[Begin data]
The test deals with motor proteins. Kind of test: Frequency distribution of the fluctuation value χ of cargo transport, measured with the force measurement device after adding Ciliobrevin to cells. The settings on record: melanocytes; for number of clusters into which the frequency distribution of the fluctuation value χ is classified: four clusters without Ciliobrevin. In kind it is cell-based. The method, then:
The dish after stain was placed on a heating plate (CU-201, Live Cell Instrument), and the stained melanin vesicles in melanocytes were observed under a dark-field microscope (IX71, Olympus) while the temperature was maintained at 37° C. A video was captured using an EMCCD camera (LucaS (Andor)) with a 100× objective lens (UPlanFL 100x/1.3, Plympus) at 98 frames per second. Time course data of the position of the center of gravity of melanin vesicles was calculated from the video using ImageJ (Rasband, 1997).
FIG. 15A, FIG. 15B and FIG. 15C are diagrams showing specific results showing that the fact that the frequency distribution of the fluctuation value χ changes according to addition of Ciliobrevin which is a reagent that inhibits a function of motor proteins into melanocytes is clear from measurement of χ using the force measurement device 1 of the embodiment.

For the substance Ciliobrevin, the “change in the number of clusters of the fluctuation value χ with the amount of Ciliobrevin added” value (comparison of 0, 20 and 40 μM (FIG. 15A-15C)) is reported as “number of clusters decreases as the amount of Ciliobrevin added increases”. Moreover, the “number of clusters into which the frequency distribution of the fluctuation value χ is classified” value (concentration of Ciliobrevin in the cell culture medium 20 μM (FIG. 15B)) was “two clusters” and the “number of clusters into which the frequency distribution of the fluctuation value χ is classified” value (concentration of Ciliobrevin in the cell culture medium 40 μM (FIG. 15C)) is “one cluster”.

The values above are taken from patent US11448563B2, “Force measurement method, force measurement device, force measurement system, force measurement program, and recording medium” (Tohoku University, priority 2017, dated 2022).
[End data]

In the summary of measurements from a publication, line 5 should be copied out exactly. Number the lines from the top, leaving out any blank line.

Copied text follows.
The values above are taken from patent US11448563B2, “Force measurement method, force measurement device, force measurement system, force measurement program, and recording medium” (Tohoku University, priority 2017, dated 2022).